Good luck explaining this one, Scott.
Republicans are quick to blame any economic problems in Republican-governed states on President Barack Obama. But political scientist Lawrence Jacobs points out an example that is hard to pin on anything but state-level Republican governance—no matter how hard they try.
Wisconsin and Minnesota
share a border and a lot of history, but in 2010, Wisconsin notoriously elected hard-right Gov. Scott Walker, while Minnesota elected progressive Gov. Mark Dayton. The results?
Three years into Mr. Walker’s term, Wisconsin lags behind Minnesota in job creation and economic growth. As a candidate, Mr. Walker promised to produce 250,000 private-sector jobs in his first term, but a year before the next election that number is less than 90,000. Wisconsin ranks 34th for job growth. Mr. Walker’s defenders blame the higher spending and taxes of his Democratic predecessor for these disappointments, but according to Forbes’s annual list of best states for business, Wisconsin continues to rank in the bottom half.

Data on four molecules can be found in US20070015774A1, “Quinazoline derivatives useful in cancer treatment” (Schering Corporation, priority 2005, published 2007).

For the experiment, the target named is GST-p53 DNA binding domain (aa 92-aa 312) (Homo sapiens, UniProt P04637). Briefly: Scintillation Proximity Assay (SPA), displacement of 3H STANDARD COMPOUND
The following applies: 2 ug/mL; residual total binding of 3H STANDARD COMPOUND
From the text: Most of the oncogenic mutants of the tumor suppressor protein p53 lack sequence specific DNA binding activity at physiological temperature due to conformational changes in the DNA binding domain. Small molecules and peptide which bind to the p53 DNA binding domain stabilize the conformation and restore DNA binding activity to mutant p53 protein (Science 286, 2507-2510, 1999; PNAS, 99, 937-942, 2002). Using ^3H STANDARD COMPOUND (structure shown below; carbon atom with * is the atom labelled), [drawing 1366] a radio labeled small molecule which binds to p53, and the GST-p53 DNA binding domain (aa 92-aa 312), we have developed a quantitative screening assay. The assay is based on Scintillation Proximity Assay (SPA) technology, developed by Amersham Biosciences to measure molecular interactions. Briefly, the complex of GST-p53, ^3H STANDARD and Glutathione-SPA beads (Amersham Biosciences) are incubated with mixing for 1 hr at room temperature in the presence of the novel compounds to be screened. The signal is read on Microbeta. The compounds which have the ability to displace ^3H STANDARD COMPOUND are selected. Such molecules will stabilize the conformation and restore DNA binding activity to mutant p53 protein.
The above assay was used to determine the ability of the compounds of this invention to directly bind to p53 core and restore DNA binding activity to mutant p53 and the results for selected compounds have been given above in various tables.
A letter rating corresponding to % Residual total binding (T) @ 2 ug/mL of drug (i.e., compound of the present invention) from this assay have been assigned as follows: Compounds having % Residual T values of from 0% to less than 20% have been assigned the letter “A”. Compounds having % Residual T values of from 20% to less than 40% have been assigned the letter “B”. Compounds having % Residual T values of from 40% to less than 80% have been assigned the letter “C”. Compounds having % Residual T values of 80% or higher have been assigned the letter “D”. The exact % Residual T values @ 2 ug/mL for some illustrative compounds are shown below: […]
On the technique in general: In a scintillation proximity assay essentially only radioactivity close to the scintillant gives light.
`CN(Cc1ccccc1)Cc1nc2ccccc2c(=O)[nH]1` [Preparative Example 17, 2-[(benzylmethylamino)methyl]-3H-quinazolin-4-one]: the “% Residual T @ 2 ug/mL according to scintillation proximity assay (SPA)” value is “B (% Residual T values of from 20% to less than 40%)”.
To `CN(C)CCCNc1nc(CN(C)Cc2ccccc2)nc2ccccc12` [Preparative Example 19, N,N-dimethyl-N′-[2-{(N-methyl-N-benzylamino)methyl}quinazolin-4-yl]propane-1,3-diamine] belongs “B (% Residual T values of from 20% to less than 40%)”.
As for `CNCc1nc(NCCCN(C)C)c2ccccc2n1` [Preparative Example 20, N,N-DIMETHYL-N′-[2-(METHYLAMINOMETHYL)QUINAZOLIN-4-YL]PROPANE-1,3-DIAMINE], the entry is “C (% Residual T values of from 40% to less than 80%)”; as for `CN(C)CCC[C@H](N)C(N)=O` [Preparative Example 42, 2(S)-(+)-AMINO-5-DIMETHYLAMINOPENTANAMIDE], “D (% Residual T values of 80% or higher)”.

Along with California, Minnesota is the fifth fastest growing state economy, with private-sector job growth exceeding pre-recession levels. Forbes rates Minnesota as the eighth best state for business. Republicans deserve some of the credit, particularly for their commitment to education reform. They also argue that Minnesota’s new growth stems from the low taxes and reduced spending under Mr. Dayton’s Republican predecessor, Tim Pawlenty. But Minnesota’s job growth was subpar during Mr. Pawlenty’s eight-year tenure and recovered only under Mr. Dayton.
Republicans have all sorts of excuses, always, but it's worth noting that we see similar patterns at the presidential level